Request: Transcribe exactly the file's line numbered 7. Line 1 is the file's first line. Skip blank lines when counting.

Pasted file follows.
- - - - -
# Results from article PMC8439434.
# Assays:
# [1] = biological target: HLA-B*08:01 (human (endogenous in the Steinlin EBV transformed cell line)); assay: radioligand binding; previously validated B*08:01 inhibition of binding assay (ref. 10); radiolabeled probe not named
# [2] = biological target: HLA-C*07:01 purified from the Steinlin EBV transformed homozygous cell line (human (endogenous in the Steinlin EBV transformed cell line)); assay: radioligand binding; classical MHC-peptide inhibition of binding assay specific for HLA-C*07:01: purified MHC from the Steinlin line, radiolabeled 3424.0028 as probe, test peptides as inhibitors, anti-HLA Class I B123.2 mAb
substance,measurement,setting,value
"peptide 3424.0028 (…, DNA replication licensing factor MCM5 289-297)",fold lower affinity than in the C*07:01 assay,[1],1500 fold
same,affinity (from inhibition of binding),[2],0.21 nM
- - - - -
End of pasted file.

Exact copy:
same,affinity (from inhibition of binding),[2],0.21 nM